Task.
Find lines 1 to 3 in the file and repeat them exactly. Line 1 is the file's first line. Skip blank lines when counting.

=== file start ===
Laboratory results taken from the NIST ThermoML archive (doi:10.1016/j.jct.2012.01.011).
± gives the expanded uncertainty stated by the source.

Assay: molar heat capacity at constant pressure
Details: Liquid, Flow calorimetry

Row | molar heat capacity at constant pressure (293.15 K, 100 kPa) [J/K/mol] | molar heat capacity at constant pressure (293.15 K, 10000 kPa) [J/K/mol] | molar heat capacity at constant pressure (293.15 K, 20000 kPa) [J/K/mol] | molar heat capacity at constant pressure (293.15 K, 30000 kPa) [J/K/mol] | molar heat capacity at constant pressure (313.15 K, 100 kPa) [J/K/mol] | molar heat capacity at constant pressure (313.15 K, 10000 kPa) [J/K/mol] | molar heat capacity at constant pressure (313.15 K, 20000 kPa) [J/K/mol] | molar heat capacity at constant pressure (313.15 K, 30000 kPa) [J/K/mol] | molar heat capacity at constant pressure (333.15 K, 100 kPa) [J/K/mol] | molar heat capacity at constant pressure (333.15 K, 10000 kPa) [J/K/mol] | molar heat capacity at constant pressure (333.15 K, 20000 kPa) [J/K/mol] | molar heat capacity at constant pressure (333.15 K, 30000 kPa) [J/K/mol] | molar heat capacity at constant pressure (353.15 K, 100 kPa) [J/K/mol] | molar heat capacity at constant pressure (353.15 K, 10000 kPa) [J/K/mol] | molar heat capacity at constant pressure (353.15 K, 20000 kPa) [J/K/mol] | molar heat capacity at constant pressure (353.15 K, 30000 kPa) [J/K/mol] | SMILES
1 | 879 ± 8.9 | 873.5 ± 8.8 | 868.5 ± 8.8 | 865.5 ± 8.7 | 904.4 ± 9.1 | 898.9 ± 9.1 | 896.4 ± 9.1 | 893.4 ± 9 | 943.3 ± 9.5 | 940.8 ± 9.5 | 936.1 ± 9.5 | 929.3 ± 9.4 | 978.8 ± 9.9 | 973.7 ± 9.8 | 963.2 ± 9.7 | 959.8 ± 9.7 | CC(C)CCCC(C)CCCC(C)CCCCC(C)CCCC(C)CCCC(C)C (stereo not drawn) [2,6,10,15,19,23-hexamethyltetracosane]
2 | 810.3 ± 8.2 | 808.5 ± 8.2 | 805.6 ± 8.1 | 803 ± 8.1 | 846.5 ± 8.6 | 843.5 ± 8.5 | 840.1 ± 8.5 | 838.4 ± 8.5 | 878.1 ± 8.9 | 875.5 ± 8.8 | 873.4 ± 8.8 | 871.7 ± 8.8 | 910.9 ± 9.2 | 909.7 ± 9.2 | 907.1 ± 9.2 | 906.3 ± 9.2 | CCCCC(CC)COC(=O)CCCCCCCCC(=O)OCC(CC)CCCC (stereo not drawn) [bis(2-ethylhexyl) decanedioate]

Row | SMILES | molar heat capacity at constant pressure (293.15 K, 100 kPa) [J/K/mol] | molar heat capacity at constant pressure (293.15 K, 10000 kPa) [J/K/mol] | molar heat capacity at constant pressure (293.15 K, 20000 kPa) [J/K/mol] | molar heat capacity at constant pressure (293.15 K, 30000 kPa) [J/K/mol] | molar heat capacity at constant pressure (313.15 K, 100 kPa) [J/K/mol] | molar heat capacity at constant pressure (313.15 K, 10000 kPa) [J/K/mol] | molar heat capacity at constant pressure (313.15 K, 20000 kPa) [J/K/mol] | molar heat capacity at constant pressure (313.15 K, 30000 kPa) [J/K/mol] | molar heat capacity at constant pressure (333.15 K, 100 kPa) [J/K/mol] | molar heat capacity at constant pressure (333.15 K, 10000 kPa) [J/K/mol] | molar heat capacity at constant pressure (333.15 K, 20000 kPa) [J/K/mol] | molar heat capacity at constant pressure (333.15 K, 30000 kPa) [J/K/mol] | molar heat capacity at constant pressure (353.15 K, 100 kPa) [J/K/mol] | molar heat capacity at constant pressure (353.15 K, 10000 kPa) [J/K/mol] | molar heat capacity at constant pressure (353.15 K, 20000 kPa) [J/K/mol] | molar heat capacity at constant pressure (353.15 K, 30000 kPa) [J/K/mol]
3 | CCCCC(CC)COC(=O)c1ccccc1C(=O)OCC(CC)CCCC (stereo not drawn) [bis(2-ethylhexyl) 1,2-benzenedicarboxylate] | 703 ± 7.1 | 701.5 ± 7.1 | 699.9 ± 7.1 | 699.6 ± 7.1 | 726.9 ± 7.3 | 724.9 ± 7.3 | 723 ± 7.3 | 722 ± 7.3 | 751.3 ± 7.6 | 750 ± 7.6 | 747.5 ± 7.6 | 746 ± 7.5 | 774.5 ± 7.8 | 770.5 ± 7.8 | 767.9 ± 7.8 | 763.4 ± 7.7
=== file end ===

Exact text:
Laboratory results taken from the NIST ThermoML archive (doi:10.1016/j.jct.2012.01.011).
± gives the expanded uncertainty stated by the source.

Assay: molar heat capacity at constant pressure